> was like Nabokov, and I was amused by the answer on the last page.
                                    > The book seems more than just a parody though. (spoiler space)
                                    > s
                                    > s
                                    > s
                                    > s
                                    > s
                                    > s
                                    > s
                                    > s
                                    > s
                                    > s
                                    > s
                                    > s
                                    > It also seems an interesting character study. Particularly when we
                                    get
                                    > to the real tragedy at the end, I think we get more knowledge of,
                                    and
                                    > sympathy for, the narrator than I expected.
                                  • Kathy Vidovich
                                    ... King of Zembla were delusions, right? April, for me, the story was similar to Don Quixote. It pauses and makes us compare reality (which is what? is
                                    Message 17 of 25 , Dec 29, 2003
                                      >>So basically, Charles Kinbote was crazy and all his stories about being
                                      King of Zembla were delusions, right?

                                      April, for me, the story was similar to Don Quixote. It pauses and makes us
                                      compare reality (which is what? is there a reality *for human beings*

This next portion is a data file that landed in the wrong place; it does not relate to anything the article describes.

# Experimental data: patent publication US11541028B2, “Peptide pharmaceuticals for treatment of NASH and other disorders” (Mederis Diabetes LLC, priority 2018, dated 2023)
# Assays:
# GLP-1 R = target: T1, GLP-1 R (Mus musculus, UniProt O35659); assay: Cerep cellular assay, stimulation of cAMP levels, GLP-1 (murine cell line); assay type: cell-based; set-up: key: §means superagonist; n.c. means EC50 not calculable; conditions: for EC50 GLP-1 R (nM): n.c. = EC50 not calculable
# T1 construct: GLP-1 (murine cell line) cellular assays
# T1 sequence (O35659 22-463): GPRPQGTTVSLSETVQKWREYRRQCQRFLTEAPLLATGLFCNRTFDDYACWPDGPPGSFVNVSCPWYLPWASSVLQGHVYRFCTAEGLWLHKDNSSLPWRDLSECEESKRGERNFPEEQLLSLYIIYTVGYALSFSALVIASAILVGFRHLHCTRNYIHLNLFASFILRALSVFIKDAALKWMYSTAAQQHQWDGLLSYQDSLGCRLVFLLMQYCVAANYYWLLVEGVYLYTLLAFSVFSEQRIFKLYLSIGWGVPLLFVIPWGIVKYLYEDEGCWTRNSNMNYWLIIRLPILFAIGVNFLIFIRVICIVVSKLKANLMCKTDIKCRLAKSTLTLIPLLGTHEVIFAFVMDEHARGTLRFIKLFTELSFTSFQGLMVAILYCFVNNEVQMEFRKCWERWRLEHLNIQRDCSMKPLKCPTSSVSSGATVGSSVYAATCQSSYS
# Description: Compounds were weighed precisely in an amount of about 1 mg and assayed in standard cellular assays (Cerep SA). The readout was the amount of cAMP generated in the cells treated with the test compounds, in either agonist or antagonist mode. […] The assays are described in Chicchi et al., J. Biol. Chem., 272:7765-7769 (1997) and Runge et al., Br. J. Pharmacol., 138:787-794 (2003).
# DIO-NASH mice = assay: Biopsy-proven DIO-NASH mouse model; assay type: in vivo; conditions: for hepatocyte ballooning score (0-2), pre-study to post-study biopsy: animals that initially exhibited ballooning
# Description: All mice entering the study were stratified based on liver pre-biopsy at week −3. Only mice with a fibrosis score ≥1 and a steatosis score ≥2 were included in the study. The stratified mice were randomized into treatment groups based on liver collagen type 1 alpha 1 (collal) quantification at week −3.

except that which we interpret?) vs. the appearances and interpretations of
                                      reality.

                                      It seems significant to me that Kinbote was a big fan of John Shade whose
                                      private life he labels "boring" - and yet Kinbote loves Shades work, which
                                      is based on this "boring" private life, and furthermore spends much time
                                      spying on Shade. This makes us also wonder what is meant by our "real
                                      life". Was Kinbote's real life spent observing Shade, or should we consider
                                      that a fantasy too, since he also appeared to distort that experience? If
                                      so, does anyone have a "real life" - since I don't know anyone who doesn't
                                      distort experience, I would say that's not a very good criteria.

                                      Also, it makes us think about primary vs. secondary experience. In other
                                      words, are the acts of reading and watching sports or movies or other people
                                      somehow less "real" and less important than first-hand experiences like
                                      exercise? How does the act of writing fit in? It seems that writing is a
                                      first-hand experience, but then what is Kinbote doing by telling his King of
                                      Zembla story?

                                      Besides raising all these tough questions, I liked the Zembla stories and
                                      thought they were some of the most enjoyable and entertaining parts of the
                                      book. I liked the poem "Pale Fire" too.

                                      SPOILER SPACE (warning: I talk about "the killer" below, which gives away
                                      part of the ending)
















                                      >>who really killed John Shade, and why?

                                      The simple answer, if we assume that Kinbote is totally crazy, is that the
                                      killer was Jack Grey, an escapee from the Institute for the Criminally